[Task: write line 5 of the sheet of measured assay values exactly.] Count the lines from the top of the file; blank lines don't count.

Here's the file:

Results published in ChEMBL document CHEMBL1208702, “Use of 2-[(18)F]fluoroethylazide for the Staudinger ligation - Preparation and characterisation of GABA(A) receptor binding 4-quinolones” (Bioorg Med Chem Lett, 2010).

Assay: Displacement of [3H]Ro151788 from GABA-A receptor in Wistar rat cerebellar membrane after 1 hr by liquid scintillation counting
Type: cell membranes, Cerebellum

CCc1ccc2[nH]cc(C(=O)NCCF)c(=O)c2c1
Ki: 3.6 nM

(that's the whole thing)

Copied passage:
Ki: 3.6 nM